I hate labels.
Worse, I hate labels on children.
I had two huge fears when Jacob was being labeled with autism. First, that he would be ostracized, and made to feel alone and less than everyone else. Second, that people would set the bar so low that he’d never be expected to accomplish anything; or that people would miss the boy behind the label.
When your child has such severe expressive and receptive communication problems, it’s easy to keep secrets from him. We never really discussed with him the implications of autism, and what it means. He didn’t have the capacity to understand, anyway.
We used autism in our discussions with Jake’s siblings when trying to help them understand why Jake does the things he does, and acts the way he acts. At first, Gabe was jealous of the “special” treatment Jake gets. “I wish I had non-tism!” he’d shout as he’d storm upstairs as a very young boy. After a while, both Gabe and Liv would use it as an explanation for their friends. “He’s autism. You can’t just yell at him. He doesn’t get stuff like we do.”
After the MPBN documentary we got to be part of, we were given a number of copies of the show on DVD for distribution to friends and family. Jake would see his face on the cover and quietly ask, “I’m autism?” Yes, we’d tell him. You HAVE autism. When the monthly issue of the Autism Society of Maine Newsletter arrives at the house, he’ll peek at the cover and you can see him thinking. In the past few years, we’ve done as much as we can to help him understand ASD and how it affects him. It’s debatable as to how much he understands.
Well, it’s Walk season. By Walk I mean the annual Autism Society of Maine’s Walk For Autism. It’s their biggest fundraiser of the year, and the proceeds support all the great programming in the state to support those on the spectrum and those impacted by the disorder. We (Jake’s Team) have already begun fundraising, and you are invited to make a donation. Shameless plug. See sidebar —->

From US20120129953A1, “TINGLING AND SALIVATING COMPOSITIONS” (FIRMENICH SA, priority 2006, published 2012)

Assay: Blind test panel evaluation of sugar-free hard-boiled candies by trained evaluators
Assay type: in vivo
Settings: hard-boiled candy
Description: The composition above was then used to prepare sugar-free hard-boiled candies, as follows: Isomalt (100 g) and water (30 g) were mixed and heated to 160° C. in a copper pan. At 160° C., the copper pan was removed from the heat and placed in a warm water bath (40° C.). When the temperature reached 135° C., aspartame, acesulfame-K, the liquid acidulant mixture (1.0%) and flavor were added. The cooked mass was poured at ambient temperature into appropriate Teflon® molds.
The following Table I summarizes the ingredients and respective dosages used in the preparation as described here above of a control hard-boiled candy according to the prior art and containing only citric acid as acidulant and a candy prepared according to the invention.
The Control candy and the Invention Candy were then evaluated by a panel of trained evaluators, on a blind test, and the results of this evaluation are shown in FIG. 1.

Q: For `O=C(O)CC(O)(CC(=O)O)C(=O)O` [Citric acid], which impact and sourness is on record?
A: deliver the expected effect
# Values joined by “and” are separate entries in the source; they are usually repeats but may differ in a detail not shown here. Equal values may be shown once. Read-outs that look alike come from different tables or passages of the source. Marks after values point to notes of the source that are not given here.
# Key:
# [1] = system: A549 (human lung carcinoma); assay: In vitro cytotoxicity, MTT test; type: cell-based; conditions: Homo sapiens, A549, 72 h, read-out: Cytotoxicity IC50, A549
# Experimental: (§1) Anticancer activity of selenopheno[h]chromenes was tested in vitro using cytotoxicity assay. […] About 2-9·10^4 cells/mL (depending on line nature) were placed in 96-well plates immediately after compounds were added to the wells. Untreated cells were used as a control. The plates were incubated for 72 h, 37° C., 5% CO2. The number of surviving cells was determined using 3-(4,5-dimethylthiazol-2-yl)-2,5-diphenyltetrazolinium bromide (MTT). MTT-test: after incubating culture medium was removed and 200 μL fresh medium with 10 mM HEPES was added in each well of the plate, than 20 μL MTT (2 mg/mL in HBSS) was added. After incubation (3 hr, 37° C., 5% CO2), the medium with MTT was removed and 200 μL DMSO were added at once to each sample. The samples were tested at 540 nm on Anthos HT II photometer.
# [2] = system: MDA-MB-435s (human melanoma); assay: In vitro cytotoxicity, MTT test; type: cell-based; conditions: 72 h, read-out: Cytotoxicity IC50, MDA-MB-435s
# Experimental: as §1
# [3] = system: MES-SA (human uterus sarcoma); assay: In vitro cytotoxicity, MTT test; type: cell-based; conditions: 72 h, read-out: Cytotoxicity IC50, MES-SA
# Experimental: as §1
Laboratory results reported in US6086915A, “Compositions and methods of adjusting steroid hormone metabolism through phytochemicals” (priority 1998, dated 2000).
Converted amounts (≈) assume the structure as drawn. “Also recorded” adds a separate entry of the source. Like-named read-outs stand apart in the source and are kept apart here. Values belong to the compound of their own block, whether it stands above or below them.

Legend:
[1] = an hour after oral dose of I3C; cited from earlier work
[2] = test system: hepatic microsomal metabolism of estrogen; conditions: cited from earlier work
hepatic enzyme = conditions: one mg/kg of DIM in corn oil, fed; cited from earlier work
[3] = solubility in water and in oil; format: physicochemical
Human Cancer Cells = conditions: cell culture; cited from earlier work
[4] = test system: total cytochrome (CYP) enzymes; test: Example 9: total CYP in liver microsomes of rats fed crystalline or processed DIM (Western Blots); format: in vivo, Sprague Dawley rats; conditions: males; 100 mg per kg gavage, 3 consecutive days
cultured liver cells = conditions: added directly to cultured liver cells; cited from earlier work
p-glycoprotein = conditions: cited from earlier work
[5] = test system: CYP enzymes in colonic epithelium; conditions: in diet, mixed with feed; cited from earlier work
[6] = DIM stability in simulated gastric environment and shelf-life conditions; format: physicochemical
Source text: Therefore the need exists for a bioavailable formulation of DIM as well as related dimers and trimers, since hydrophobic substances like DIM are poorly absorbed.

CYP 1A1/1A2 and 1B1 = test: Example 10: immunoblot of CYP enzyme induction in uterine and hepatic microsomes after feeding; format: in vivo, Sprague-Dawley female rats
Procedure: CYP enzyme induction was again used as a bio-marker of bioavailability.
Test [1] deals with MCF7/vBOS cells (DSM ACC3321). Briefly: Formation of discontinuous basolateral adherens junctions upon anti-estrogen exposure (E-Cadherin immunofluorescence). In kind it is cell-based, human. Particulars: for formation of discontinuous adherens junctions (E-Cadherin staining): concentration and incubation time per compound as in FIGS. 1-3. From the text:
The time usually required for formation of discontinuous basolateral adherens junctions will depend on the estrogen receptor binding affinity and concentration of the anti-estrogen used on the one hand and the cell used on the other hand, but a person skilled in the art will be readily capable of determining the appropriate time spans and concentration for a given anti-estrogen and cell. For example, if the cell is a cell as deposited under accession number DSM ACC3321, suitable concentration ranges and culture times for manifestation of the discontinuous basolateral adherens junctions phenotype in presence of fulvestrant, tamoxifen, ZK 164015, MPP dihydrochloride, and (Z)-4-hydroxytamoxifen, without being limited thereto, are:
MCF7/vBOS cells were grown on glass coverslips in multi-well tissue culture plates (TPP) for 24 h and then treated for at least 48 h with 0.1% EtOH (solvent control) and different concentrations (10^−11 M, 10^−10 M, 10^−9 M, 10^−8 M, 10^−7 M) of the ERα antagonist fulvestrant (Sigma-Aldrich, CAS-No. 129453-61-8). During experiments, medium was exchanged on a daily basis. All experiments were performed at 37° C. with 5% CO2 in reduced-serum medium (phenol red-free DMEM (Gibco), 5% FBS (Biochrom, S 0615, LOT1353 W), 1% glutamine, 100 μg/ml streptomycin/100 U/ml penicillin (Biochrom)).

Anyway, Medway Middle School gets fliers all the time for things, and the principal saw a form where you could order an autism awareness t-shirt. She wanted one, and asked the special education director if she did, too. She did. They noticed that if you ordered a dozen or more, you could get free personalization. They put the information in the staff room, and nearly everyone in the school ordered a t-shirt. As a wonderful gesture, they ordered a shirt for Jake!
It came home with him from school the other day. In his overly loud voice, he cried, in mock-astonishment, “AUTISM!?! I’m autism! I’m a gooda autism boy!” He put his shirt on, and declared himself a “gooda handsome autism boy!” He loves this shirt.
Not only is he made to feel a part of his school, he’s got a good circle of friends to protect him from bullying behavior, and teachers who really care about him and think to include him in things like this. He feels quite loved, and I’m thrilled. As an added bonus, Medway Middle is hosting a chili/chowder contest in April for Autism Awareness Month, the proceeds of which are going directly towards the ASM’s fundraising efforts.
How do I bring this back around to labeling kids? I don’t know. My fears have NOT been realized, thankfully; and in this case, Jake has shone through the label and is bringing people together for the greater good. That makes me happy. He really is a gooda autism boy!